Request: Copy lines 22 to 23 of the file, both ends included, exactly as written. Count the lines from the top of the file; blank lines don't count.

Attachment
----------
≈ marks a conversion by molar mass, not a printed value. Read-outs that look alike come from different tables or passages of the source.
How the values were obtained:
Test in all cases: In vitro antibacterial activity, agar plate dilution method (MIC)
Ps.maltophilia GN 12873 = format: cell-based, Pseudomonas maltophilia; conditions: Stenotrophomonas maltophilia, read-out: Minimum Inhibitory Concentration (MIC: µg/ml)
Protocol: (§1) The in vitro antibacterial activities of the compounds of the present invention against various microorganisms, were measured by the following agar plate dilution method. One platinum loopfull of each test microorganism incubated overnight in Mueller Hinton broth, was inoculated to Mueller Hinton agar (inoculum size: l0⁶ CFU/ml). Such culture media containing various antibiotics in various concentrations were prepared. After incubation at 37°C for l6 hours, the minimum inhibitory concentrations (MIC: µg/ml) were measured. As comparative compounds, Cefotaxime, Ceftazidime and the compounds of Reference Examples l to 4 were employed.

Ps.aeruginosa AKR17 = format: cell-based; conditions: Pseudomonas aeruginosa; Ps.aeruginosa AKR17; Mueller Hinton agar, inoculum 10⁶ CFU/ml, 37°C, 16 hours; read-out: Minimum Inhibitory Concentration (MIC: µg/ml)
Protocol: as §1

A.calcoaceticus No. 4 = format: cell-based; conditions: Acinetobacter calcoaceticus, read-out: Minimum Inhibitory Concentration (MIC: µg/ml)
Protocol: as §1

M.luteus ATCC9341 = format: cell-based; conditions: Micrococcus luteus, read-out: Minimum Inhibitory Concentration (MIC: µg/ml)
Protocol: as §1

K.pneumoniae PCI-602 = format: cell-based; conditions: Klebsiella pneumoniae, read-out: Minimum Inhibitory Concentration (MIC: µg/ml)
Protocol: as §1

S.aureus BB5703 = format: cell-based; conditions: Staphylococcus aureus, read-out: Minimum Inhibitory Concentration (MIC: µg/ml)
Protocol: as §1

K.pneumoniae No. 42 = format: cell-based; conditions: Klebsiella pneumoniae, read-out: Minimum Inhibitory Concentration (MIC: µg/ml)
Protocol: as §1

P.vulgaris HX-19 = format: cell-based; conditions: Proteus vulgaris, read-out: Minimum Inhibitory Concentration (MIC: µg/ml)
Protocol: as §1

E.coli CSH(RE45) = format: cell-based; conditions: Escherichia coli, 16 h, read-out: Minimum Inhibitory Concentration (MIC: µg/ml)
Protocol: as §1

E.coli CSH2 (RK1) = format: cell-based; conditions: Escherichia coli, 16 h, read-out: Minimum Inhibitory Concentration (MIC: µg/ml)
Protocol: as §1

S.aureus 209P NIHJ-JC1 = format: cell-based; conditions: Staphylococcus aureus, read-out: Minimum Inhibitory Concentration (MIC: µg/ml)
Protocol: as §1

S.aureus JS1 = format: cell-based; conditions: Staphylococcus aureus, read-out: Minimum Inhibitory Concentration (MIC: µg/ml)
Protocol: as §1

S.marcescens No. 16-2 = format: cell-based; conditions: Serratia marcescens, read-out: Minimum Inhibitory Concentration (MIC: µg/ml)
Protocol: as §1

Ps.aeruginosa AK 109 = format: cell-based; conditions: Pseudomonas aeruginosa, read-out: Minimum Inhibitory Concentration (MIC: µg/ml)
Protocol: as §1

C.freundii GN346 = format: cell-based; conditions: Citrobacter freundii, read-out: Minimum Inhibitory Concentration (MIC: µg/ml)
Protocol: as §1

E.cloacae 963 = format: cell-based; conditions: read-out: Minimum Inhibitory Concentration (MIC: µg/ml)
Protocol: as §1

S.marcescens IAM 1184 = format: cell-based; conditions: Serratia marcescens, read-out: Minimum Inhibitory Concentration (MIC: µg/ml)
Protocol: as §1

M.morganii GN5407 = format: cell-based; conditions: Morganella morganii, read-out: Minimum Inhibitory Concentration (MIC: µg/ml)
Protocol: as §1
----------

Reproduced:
E.coli CSH2 (RK1) = format: cell-based; conditions: Escherichia coli, 16 h, read-out: Minimum Inhibitory Concentration (MIC: µg/ml)
Protocol: as §1